BUCKLAND — For Buckland Mayor Dan Lambert, he is hoping the third time is a charm.
The Village of Buckland is again attempting to pass a levy to replace funds that have disappeared due to cutbacks in local funds from the state.
“We lost, as you know from reading the papers and listening to the news, local revenue funds,” Lambert said. “Towns and townships of all sizes across the state of Ohio have been affected by the reduction of local government funds at the state level. This has greatly impacted the village of Buckland due to our relatively small operating budget and low tax base.”
Lambert said while all towns were impacted, smaller towns suffered more because they do not have other revenue sources. An income tax levied by village council helped take off some of the edge, but the village is still in need of funds.
“There are other options available if it doesn’t pass,” Lambert said, “but I think they aren’t too good.”
Through the end of 2015, Buckland will have lost approximately $135,000 in local government funds. The village has cut the budget by cutting fire, EMS and police expenses, and began charging the village’s recreation league for use of the park or shelter house.
A levy attempting to replace some of these funds failed both in the spring and fall 2013 elections, but Lambert said he is hoping the close-knit community is beginning to better see the needs. The village also recently had to tack on a sewer fee because of mandated upgrades. Many villagers revolted because they didn’t understand the need for the sewer fees.
“The sewer fees are completely separate from this and do not figure in with the general funds to run the village,” Lambert said. “It is hard for me to hear what people think because they aren’t going to talk about it when I am around. However, I think people are beginning to understand it more.”
Lambert said the four-mill, five-year levy will generate about $9,000 annually. He said that equated to about $1.50 per week per household or 75 cents per week for a retired household.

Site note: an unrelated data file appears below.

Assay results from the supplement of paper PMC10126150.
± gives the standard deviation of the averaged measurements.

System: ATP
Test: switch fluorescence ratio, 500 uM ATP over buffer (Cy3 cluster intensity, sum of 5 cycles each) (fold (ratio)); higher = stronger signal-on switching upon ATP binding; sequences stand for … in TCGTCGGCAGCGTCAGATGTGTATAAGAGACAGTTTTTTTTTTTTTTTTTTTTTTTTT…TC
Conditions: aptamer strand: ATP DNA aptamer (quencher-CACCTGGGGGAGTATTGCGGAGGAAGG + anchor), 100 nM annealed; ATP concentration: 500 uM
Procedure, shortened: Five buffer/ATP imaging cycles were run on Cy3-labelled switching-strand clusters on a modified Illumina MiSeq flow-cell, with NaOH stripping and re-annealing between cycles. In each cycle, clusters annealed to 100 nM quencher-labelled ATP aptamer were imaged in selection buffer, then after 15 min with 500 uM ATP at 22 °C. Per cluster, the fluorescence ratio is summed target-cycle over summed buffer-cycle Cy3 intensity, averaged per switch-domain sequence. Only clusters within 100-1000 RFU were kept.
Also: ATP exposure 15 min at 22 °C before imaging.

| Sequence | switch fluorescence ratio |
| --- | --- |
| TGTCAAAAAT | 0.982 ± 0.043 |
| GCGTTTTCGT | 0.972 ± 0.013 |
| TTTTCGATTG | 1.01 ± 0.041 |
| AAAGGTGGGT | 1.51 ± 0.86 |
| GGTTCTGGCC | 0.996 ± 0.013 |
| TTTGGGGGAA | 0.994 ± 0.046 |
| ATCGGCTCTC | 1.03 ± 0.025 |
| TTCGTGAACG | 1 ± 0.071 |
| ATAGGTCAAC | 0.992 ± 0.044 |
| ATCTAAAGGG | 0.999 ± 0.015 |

Also in the county, the Heritage Trails Park District is on the fall ballot with a 0.6 mill levy for seven years. If passed the funds collected will be used for park acquisition, development, maintenance, programming, and for grants to local parks.
The levy failed by a narrow vote in the spring, but the board decided to try the issue again.
The new parks will be nature areas with habitat for wildlife, according to Allison Brady of the park district.
“They will provide people young and old with opportunities to relax, play, and learn in a natural setting” Brady said. “The number of parks will be determined by willing land sellers/donors and funding. Right now all the parks in the Heritage Trails system are located in one area north of St. Marys. New parks will be located in other regions of Auglaize County.”
Anticipated cost of the levy to a homeowner of property valued at $100,000 would be $1.75 per month; or $21 per year if passed, according to the Auglaize County Auditor.
Duchouquet Township is also attempting four a two-mill, five-year replacement levy for ambulance and emergency services.
Probate Court Judge Mark Spees, county commissioner Doug Spencer, and auditor Janet Schuler all are running unopposed to retain their offices. School districts in Indian Lake, Jackson Center and Marion Local also have levies that overlap to a few voters in the county.